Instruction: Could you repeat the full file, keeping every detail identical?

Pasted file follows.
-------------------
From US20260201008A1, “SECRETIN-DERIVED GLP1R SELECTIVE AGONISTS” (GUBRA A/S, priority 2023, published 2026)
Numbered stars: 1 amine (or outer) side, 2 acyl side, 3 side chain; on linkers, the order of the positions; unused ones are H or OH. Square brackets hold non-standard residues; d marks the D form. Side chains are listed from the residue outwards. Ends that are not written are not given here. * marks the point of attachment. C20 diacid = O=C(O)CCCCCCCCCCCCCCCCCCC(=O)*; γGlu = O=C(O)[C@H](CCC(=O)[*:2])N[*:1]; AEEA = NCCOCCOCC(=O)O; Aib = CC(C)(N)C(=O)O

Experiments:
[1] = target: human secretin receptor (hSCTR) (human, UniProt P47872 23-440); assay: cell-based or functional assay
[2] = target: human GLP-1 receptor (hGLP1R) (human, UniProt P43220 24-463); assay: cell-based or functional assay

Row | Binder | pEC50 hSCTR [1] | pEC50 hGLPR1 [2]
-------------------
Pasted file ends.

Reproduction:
From US20260201008A1, “SECRETIN-DERIVED GLP1R SELECTIVE AGONISTS” (GUBRA A/S, priority 2023, published 2026)
Numbered stars: 1 amine (or outer) side, 2 acyl side, 3 side chain; on linkers, the order of the positions; unused ones are H or OH. Square brackets hold non-standard residues; d marks the D form. Side chains are listed from the residue outwards. Ends that are not written are not given here. * marks the point of attachment. C20 diacid = O=C(O)CCCCCCCCCCCCCCCCCCC(=O)*; γGlu = O=C(O)[C@H](CCC(=O)[*:2])N[*:1]; AEEA = NCCOCCOCC(=O)O; Aib = CC(C)(N)C(=O)O

Experiments:
[1] = target: human secretin receptor (hSCTR) (human, UniProt P47872 23-440); assay: cell-based or functional assay
[2] = target: human GLP-1 receptor (hGLP1R) (human, UniProt P43220 24-463); assay: cell-based or functional assay

Row | Binder | pEC50 hSCTR [1] | pEC50 hGLPR1 [2]